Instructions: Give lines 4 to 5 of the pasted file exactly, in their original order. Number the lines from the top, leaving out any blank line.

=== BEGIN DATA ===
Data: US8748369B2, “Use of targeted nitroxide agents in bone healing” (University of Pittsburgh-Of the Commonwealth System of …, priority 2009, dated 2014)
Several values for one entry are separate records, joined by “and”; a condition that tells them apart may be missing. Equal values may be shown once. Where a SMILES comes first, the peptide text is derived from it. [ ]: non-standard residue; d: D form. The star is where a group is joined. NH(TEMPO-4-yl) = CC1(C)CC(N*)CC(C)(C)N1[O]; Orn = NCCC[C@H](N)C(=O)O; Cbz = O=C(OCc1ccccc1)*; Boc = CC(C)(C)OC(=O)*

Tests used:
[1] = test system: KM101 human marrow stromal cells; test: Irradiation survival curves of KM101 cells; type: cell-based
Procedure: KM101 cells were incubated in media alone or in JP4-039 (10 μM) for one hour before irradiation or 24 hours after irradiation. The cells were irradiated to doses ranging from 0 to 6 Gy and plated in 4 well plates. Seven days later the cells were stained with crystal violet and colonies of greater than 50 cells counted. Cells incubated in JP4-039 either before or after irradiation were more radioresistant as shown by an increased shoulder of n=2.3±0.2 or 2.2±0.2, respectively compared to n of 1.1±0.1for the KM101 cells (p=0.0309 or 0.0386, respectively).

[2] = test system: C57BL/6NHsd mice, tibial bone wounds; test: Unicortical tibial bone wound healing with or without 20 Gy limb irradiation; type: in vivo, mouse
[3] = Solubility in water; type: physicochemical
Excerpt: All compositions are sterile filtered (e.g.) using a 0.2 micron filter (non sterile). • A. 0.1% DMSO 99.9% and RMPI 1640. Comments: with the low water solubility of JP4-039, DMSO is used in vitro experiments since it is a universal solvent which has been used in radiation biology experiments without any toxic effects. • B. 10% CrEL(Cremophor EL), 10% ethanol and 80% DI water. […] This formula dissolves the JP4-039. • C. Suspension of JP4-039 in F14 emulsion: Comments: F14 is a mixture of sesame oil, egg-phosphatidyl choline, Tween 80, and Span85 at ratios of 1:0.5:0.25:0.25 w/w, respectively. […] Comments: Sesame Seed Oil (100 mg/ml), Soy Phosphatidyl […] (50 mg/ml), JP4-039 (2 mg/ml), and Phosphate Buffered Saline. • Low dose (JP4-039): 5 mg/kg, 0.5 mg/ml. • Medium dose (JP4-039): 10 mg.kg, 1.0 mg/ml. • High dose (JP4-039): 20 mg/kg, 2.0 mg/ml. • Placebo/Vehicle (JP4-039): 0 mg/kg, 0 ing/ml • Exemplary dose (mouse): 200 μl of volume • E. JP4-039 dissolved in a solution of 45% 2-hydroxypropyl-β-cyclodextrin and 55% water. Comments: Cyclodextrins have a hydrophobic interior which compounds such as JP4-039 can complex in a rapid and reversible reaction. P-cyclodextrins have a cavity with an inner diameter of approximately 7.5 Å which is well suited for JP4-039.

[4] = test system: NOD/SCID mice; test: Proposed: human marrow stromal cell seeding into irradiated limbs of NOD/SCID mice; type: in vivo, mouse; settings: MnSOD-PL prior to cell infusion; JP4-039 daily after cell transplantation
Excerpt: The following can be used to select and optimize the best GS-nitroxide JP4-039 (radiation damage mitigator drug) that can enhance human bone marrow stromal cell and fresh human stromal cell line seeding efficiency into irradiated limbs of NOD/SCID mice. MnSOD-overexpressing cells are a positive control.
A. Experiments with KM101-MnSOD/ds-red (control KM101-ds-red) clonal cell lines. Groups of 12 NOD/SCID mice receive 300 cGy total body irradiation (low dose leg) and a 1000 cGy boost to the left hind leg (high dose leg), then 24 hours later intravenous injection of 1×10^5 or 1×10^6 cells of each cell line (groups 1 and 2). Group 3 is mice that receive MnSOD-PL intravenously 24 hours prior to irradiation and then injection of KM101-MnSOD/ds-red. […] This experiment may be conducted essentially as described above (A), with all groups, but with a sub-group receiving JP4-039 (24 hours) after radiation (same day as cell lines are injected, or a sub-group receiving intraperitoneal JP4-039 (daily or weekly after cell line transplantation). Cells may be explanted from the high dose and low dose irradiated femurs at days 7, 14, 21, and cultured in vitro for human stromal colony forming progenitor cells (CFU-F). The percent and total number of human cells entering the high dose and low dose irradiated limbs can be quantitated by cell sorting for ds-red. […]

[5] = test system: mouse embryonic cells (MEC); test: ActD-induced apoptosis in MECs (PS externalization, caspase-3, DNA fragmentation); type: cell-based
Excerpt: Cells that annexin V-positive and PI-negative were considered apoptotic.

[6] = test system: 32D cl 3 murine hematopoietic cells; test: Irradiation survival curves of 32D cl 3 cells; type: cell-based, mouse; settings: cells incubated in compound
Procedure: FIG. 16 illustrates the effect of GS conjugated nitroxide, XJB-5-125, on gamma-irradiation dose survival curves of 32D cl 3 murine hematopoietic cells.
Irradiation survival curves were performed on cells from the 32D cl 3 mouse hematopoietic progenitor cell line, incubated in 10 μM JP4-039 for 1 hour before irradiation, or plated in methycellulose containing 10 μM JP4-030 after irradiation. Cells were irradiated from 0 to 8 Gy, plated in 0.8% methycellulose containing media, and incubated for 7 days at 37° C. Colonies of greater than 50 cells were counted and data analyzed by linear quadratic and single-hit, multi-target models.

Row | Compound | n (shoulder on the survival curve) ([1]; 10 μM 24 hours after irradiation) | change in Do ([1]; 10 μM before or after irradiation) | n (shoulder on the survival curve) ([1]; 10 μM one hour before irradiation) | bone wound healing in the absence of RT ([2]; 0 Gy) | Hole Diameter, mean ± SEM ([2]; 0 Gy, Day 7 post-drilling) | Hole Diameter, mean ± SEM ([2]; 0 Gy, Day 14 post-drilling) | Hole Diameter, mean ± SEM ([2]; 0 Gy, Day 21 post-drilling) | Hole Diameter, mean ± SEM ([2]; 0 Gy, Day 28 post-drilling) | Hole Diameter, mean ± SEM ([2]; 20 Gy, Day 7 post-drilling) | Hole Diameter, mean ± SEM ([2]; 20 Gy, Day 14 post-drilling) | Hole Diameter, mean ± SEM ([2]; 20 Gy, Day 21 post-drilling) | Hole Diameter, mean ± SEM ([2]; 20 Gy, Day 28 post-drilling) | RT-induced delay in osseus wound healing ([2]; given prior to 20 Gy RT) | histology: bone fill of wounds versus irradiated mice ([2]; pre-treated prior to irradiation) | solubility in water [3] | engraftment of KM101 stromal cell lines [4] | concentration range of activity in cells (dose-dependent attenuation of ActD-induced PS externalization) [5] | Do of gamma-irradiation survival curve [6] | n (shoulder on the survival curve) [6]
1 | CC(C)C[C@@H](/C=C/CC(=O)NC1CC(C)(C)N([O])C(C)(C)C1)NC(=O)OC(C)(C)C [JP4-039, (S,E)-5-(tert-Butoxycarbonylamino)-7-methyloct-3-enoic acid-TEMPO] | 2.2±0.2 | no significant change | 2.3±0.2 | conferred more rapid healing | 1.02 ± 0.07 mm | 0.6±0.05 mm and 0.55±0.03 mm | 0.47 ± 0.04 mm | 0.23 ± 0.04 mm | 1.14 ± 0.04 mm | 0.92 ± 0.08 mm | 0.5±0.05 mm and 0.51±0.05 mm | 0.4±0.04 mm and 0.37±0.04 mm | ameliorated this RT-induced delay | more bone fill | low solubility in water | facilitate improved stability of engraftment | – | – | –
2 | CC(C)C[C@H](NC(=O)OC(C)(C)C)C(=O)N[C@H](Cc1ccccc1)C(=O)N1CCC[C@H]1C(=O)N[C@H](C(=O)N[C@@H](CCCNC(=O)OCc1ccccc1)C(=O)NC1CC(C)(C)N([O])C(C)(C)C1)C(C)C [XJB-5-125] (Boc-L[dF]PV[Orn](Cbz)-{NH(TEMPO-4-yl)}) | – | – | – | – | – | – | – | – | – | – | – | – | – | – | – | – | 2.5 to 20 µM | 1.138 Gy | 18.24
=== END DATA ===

[1] = test system: KM101 human marrow stromal cells; test: Irradiation survival curves of KM101 cells; type: cell-based
Procedure: KM101 cells were incubated in media alone or in JP4-039 (10 μM) for one hour before irradiation or 24 hours after irradiation. The cells were irradiated to doses ranging from 0 to 6 Gy and plated in 4 well plates. Seven days later the cells were stained with crystal violet and colonies of greater than 50 cells counted. Cells incubated in JP4-039 either before or after irradiation were more radioresistant as shown by an increased shoulder of n=2.3±0.2 or 2.2±0.2, respectively compared to n of 1.1±0.1for the KM101 cells (p=0.0309 or 0.0386, respectively).